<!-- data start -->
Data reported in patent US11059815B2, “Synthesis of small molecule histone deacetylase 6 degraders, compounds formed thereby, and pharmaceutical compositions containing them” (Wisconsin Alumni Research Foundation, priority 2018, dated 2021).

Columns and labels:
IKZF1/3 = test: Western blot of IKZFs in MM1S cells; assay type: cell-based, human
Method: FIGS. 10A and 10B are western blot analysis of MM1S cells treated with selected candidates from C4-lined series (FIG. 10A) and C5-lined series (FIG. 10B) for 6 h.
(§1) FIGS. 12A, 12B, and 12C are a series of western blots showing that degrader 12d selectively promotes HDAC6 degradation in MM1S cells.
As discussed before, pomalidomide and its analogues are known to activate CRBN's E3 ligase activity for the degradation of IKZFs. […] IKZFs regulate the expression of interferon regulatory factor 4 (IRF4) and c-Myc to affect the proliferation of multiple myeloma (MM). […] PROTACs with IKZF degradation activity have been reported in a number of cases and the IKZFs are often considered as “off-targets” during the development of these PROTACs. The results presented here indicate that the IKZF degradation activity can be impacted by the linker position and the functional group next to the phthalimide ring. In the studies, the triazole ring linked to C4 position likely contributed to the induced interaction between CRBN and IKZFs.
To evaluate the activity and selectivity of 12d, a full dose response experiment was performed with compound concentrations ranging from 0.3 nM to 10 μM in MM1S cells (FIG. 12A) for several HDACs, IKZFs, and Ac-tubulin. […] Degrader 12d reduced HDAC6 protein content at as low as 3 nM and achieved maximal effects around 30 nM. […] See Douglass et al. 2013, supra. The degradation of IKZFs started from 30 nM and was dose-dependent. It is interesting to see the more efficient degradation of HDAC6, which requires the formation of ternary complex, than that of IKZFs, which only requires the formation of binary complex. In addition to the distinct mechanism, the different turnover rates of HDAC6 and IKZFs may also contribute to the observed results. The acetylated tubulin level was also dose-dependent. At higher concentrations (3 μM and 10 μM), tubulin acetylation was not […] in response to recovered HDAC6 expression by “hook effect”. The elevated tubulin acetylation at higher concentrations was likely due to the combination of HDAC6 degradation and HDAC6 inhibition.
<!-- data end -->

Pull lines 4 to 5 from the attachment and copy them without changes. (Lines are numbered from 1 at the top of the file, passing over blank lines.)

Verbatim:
Method: FIGS. 10A and 10B are western blot analysis of MM1S cells treated with selected candidates from C4-lined series (FIG. 10A) and C5-lined series (FIG. 10B) for 6 h.
(§1) FIGS. 12A, 12B, and 12C are a series of western blots showing that degrader 12d selectively promotes HDAC6 degradation in MM1S cells.